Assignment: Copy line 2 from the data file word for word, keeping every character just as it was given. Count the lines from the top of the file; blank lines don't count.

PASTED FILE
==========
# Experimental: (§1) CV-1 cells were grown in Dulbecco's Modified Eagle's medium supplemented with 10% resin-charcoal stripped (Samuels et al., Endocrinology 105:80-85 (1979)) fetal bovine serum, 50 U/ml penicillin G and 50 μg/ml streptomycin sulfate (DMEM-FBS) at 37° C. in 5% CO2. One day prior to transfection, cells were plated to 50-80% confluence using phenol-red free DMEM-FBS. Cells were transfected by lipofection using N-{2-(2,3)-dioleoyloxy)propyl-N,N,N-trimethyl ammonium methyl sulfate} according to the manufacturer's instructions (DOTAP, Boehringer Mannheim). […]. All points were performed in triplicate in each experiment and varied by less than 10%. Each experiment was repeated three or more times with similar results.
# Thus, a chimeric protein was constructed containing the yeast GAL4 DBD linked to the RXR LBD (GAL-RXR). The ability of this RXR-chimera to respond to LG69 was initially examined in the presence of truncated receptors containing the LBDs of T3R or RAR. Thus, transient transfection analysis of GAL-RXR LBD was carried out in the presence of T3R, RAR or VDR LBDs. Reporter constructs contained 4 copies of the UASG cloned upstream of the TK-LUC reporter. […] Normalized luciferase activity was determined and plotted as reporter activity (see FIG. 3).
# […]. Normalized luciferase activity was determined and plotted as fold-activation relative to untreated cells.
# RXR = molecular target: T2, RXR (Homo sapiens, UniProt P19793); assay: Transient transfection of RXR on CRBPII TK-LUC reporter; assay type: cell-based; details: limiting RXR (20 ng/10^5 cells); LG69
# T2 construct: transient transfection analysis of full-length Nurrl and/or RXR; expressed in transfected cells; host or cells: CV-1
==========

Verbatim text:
# Thus, a chimeric protein was constructed containing the yeast GAL4 DBD linked to the RXR LBD (GAL-RXR). The ability of this RXR-chimera to respond to LG69 was initially examined in the presence of truncated receptors containing the LBDs of T3R or RAR. Thus, transient transfection analysis of GAL-RXR LBD was carried out in the presence of T3R, RAR or VDR LBDs. Reporter constructs contained 4 copies of the UASG cloned upstream of the TK-LUC reporter. […] Normalized luciferase activity was determined and plotted as reporter activity (see FIG. 3).